Keeping Farms and Families Safe
In 1991, Carle Foundation Hospital recognized the need for education in agricultural safety after the devastating loss of Clifford and Dean Roberts, father and son who died in separate farming incidents. The Roberts family, in conjunction with Bernice and Zelma Holl, established the Roberts Memorial Fund to help support the Center for Rural Health and Farm Safety.
Today, the Center continues to promote agricultural health and safety to our rural neighbors and to prepare pre-hospital and emergency medicine providers to respond quickly and effectively to farming incidents and injuries.
For more information, call (217) 902-5206 or email email@example.com.
Managing Stressful Situations
Stress is normal especially for farmers who deal with unpredictable weather and markets. However, unmanaged stress can cause more serious issues. Signs to monitor include headaches, muscle tension, upset stomach, rapid heartbeat, fatigue, difficulty falling or staying asleep, lack of concentration or focus, irritability or anxiety among others.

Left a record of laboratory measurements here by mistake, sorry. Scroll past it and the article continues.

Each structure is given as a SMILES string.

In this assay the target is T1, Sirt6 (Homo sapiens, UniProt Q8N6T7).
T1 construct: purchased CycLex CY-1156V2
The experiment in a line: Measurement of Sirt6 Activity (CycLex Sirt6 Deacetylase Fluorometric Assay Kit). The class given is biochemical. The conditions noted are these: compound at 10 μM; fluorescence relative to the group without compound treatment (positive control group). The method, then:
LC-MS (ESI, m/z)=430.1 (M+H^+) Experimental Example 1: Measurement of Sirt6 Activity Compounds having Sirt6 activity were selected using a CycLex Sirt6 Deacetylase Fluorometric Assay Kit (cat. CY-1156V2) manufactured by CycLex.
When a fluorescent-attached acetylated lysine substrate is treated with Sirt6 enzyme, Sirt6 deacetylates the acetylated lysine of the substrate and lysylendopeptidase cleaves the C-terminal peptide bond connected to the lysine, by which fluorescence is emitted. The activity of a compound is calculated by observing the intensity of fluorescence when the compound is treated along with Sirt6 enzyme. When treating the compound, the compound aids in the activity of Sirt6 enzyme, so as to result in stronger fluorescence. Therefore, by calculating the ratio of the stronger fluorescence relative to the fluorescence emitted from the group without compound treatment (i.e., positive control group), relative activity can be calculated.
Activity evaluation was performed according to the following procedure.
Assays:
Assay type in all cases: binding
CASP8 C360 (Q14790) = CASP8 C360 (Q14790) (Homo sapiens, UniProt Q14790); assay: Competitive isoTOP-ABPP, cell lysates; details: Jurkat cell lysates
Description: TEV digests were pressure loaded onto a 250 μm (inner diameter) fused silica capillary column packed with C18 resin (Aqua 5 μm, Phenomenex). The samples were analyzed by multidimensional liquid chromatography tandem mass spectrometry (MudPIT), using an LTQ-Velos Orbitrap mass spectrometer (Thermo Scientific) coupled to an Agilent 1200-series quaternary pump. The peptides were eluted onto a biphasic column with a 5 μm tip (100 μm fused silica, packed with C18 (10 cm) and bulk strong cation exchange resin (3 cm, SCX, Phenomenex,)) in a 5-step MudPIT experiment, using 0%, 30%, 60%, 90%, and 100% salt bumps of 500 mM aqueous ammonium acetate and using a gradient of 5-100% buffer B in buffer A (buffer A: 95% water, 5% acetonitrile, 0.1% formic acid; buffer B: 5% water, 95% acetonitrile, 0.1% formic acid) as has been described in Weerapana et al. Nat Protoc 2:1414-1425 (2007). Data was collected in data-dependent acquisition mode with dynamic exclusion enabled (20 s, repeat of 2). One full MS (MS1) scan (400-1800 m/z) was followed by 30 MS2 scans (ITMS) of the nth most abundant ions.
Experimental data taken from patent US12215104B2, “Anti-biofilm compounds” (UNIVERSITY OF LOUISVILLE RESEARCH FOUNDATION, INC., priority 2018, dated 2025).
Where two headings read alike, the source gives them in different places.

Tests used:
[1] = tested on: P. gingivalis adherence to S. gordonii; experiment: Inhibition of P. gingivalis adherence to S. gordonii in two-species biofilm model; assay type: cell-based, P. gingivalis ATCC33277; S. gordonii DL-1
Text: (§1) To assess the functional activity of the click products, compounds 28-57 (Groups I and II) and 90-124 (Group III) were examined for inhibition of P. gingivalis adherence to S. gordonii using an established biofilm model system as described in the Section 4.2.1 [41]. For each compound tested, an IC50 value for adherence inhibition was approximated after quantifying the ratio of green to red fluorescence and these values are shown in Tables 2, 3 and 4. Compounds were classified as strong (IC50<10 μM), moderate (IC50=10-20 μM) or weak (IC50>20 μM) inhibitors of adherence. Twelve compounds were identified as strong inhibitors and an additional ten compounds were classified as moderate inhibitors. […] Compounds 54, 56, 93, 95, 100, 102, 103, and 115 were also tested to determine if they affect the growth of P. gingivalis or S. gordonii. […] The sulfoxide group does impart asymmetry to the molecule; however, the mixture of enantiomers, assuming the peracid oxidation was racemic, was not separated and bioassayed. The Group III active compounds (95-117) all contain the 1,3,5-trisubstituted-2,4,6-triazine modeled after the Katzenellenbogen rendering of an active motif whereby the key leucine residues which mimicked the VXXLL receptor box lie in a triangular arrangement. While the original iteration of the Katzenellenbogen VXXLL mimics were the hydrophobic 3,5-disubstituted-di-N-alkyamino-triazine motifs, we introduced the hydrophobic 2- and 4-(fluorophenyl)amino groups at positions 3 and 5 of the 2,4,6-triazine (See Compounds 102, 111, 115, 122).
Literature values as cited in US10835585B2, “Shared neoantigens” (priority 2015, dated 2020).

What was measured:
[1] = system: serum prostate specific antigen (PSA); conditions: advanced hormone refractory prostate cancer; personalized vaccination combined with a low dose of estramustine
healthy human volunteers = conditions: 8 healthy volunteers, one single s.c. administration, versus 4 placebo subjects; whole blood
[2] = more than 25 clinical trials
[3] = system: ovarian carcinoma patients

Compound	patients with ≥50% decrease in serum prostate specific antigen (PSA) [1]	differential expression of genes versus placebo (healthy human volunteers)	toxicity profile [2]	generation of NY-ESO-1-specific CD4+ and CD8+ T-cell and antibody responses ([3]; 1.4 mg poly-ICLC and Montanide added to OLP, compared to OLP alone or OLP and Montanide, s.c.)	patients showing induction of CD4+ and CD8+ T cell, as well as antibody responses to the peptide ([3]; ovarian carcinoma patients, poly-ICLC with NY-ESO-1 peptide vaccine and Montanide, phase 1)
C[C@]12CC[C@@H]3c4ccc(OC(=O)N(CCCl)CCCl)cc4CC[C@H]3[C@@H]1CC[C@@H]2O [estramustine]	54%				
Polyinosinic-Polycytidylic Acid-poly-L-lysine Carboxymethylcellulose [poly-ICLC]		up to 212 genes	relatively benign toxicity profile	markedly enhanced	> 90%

It is important to identify your source of stress and recognize the warning signs because everyone responds to stress differently. Find healthy ways to manage stress such as exercising, or talking with friends or family. Also make sure to take care of yourself by eating right, staying hydrated with water and getting enough sleep. Mental health is just as vital as physical safety in the farming profession. Talk. Ask. Listen.
Some signs of depression include trouble concentrating, remembering details and making decisions, fatigue, feelings of guilt and hopelessness, insomnia, irritability and loss of interest in pleasurable activities.
Carle’s Center for Rural Health and Farm Safety knows farmers are tough and self-reliant but talking about emotions or pressures can be challenging. If you or someone you know is in crisis, call the National Suicide Hotline at 1-800-273-TALK or dial 911. Farmers extend a great deal of energy caring for their land, livestock, machinery and family. As good as agricultural producers are in caring for others, they are not always as careful in taking care of themselves. Mental health is just as vital as physical safety in the farming profession. Talk. Ask. Listen.
Calling upon the farming community – friends, neighbors or clergy makes a difference in managing stressful situations and crisis. Resources are available. Contact the National Suicide Hotline at 800-273-TALK or dial 911. Visit AgriSafe Network for additional information and mental health resources.
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